Ultra-processed foods increase the risk of a second heart attack or stroke
Ultra-processed foods are a major public health concern for their potential adverse effects on health. Now a study by the Department of Epidemiology and Prevention of the I.R.C.C.S. Neuromed in Pozzilli (Italy) explores the health effects of a large dietary share of ultra-processed food on people already suffering from cardiovascular diseases. The findings indicate a higher risk of a second heart attack (or stroke), this time fatal. Moreover, another observation emerges from this study: Even in people generally following the Mediterranean diet, but consuming too many ultra-processed foods, health risks are higher.
The study, published in the European Heart Journal, the European Society of Cardiology journal, followed 1,171 people participating in the Moli-sani epidemiological project for over ten years. All of them already had cardiovascular disease at the time of inclusion in the study. Regarding the diet followed by participants, the researchers focused on the consumption of ultra-processed foods, made in part or entirely with substances not routinely used in cooking (hydrolyzed proteins, maltodextrins, hydrogenated fats, for example) and which generally contain various additives, such as dyes, preservatives, antioxidants, anticaking agents, flavor enhancers and sweeteners. This category includes sugary and carbonated drinks, pre-packaged meals, spreads and some apparently "unsuspected" products, such as rusks, breakfast cereals, crackers and fruit yogurt. These foods were classified using the NOVA system, which rates foods according to the degree of processing rather than on their nutritional value.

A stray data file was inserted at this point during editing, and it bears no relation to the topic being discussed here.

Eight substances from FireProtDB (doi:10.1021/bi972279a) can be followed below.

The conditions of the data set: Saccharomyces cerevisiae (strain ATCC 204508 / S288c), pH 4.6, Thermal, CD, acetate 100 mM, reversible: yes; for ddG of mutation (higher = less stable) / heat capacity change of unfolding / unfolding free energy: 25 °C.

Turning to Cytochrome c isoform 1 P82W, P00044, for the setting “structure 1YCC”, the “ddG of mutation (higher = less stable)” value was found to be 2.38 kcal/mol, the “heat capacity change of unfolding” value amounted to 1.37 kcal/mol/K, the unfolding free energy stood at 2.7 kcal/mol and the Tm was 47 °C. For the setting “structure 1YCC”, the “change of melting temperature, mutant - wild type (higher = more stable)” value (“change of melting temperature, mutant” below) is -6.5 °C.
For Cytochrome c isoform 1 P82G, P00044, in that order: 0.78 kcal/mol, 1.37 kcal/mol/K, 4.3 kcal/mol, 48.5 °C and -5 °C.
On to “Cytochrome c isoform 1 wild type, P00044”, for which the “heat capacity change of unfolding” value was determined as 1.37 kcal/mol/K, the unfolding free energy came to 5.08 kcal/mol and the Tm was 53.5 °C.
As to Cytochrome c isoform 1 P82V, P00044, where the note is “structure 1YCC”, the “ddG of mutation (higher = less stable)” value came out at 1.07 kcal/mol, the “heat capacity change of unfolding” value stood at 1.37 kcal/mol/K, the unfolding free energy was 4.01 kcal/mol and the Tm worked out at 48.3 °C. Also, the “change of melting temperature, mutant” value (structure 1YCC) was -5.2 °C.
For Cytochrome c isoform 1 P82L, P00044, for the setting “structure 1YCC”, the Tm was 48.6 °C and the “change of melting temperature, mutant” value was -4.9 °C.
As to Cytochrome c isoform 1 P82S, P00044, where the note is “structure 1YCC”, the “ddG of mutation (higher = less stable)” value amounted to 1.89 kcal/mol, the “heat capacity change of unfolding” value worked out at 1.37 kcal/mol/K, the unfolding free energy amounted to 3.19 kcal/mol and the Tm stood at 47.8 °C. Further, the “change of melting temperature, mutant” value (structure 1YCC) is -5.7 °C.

"We saw," explains Marialaura Bonaccio, researcher at the Department of Epidemiology and Prevention and first author of the study, "that people with a higher consumption of ultra-processed foods have a two-thirds increased risk of a second heart attack or stroke, this time fatal, compared to participants eating these foods less frequently. The probability of dying from any cause is also 40% higher. It is important to underline that the definition of ultra-processed food is not linked to the nutritional content, but rather to the process used for its preparation and storage. In other words, even if a food is nutritionally balanced, it might still be considered ultra-processed. Clearly, it is not the single food consumed occasionally that makes the difference, rather a diet that, as a whole, contains too many products coming from supermarket shelves. A diet based on the consumption of fresh, minimally processed products should be always preferred, as the Mediterranean tradition has been teaching us for centuries."
"This study," says Licia Iacoviello, Director of the Department of Epidemiology and Prevention at Neuromed, "conveys an important message: It is time to overcome the distinction between healthy and unhealthy food solely on the basis of the nutrient value. In other words, a person could follow a Mediterranean diet, perhaps rich in legumes or vegetables, a healthy diet we would say. But the simple definition of 'Mediterranean' does not tell us how those foods were prepared. Fresh vegetables are not the same as pre-cooked and seasoned vegetables, and the same goes for many other foods. It is a factor to be increasingly considered when advising citizens about proper nutrition. Our proposal is that the level of industrial processing of foods should be added to the front-of-pack labels, which until now only provide nutritional information."